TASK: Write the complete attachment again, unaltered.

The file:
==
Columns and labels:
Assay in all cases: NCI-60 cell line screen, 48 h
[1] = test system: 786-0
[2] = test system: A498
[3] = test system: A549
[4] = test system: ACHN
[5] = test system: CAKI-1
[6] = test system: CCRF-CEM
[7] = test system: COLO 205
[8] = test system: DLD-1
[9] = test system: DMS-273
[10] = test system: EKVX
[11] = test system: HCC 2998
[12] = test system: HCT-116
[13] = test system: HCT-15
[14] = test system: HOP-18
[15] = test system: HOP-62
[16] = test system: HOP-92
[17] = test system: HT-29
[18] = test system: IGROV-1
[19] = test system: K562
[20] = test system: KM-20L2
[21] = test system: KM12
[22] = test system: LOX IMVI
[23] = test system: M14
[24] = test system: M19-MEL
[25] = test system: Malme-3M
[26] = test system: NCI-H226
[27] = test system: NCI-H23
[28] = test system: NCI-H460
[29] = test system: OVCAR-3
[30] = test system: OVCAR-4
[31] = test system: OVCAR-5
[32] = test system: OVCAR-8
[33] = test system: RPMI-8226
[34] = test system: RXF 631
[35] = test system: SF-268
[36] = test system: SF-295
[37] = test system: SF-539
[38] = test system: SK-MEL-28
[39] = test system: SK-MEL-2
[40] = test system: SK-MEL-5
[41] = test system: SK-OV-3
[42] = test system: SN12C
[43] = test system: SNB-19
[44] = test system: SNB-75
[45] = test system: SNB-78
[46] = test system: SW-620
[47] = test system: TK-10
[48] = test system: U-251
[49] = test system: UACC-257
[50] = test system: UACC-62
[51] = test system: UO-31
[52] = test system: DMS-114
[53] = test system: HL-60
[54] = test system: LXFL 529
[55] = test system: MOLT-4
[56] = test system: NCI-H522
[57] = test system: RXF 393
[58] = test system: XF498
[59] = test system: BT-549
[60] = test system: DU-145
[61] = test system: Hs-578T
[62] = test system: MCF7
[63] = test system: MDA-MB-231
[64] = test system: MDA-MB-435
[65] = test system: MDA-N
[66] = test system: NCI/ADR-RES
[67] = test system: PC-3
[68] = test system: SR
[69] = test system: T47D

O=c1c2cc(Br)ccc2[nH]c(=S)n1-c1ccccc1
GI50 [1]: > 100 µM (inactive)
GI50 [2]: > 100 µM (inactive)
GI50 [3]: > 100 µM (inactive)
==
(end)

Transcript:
Columns and labels:
Assay in all cases: NCI-60 cell line screen, 48 h
[1] = test system: 786-0
[2] = test system: A498
[3] = test system: A549
[4] = test system: ACHN
[5] = test system: CAKI-1
[6] = test system: CCRF-CEM
[7] = test system: COLO 205
[8] = test system: DLD-1
[9] = test system: DMS-273
[10] = test system: EKVX
[11] = test system: HCC 2998
[12] = test system: HCT-116
[13] = test system: HCT-15
[14] = test system: HOP-18
[15] = test system: HOP-62
[16] = test system: HOP-92
[17] = test system: HT-29
[18] = test system: IGROV-1
[19] = test system: K562
[20] = test system: KM-20L2
[21] = test system: KM12
[22] = test system: LOX IMVI
[23] = test system: M14
[24] = test system: M19-MEL
[25] = test system: Malme-3M
[26] = test system: NCI-H226
[27] = test system: NCI-H23
[28] = test system: NCI-H460
[29] = test system: OVCAR-3
[30] = test system: OVCAR-4
[31] = test system: OVCAR-5
[32] = test system: OVCAR-8
[33] = test system: RPMI-8226
[34] = test system: RXF 631
[35] = test system: SF-268
[36] = test system: SF-295
[37] = test system: SF-539
[38] = test system: SK-MEL-28
[39] = test system: SK-MEL-2
[40] = test system: SK-MEL-5
[41] = test system: SK-OV-3
[42] = test system: SN12C
[43] = test system: SNB-19
[44] = test system: SNB-75
[45] = test system: SNB-78
[46] = test system: SW-620
[47] = test system: TK-10
[48] = test system: U-251
[49] = test system: UACC-257
[50] = test system: UACC-62
[51] = test system: UO-31
[52] = test system: DMS-114
[53] = test system: HL-60
[54] = test system: LXFL 529
[55] = test system: MOLT-4
[56] = test system: NCI-H522
[57] = test system: RXF 393
[58] = test system: XF498
[59] = test system: BT-549
[60] = test system: DU-145
[61] = test system: Hs-578T
[62] = test system: MCF7
[63] = test system: MDA-MB-231
[64] = test system: MDA-MB-435
[65] = test system: MDA-N
[66] = test system: NCI/ADR-RES
[67] = test system: PC-3
[68] = test system: SR
[69] = test system: T47D

O=c1c2cc(Br)ccc2[nH]c(=S)n1-c1ccccc1
GI50 [1]: > 100 µM (inactive)
GI50 [2]: > 100 µM (inactive)
GI50 [3]: > 100 µM (inactive)